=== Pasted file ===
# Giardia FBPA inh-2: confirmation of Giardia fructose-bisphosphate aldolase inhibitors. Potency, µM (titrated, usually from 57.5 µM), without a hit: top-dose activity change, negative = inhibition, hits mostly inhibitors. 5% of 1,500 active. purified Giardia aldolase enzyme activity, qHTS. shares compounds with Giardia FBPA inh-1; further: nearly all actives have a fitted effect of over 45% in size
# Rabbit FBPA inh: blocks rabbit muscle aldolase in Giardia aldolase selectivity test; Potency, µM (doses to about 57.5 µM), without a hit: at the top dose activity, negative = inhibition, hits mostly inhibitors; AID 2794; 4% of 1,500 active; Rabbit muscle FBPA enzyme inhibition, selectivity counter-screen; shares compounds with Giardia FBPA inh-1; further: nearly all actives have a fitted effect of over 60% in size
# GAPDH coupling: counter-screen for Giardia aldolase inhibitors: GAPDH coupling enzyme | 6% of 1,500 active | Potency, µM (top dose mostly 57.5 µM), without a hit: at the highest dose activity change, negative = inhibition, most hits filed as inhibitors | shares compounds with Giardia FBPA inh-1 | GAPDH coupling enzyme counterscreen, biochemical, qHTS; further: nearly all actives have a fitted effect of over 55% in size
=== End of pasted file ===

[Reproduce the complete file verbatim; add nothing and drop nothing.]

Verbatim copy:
# Giardia FBPA inh-2: confirmation of Giardia fructose-bisphosphate aldolase inhibitors. Potency, µM (titrated, usually from 57.5 µM), without a hit: top-dose activity change, negative = inhibition, hits mostly inhibitors. 5% of 1,500 active. purified Giardia aldolase enzyme activity, qHTS. shares compounds with Giardia FBPA inh-1; further: nearly all actives have a fitted effect of over 45% in size
# Rabbit FBPA inh: blocks rabbit muscle aldolase in Giardia aldolase selectivity test; Potency, µM (doses to about 57.5 µM), without a hit: at the top dose activity, negative = inhibition, hits mostly inhibitors; AID 2794; 4% of 1,500 active; Rabbit muscle FBPA enzyme inhibition, selectivity counter-screen; shares compounds with Giardia FBPA inh-1; further: nearly all actives have a fitted effect of over 60% in size
# GAPDH coupling: counter-screen for Giardia aldolase inhibitors: GAPDH coupling enzyme | 6% of 1,500 active | Potency, µM (top dose mostly 57.5 µM), without a hit: at the highest dose activity change, negative = inhibition, most hits filed as inhibitors | shares compounds with Giardia FBPA inh-1 | GAPDH coupling enzyme counterscreen, biochemical, qHTS; further: nearly all actives have a fitted effect of over 55% in size